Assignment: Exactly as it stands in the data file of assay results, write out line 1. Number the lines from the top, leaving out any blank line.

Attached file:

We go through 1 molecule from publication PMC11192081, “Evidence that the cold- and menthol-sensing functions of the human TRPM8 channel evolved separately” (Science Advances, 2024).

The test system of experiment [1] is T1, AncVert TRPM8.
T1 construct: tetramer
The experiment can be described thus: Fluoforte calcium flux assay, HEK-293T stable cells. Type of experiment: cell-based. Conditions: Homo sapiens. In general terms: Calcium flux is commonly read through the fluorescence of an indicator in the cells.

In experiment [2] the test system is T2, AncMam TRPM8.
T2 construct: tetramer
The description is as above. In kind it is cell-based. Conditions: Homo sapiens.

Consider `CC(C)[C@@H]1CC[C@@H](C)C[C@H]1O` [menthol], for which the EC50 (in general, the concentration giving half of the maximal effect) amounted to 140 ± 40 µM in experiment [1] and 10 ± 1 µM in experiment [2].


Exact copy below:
We go through 1 molecule from publication PMC11192081, “Evidence that the cold- and menthol-sensing functions of the human TRPM8 channel evolved separately” (Science Advances, 2024).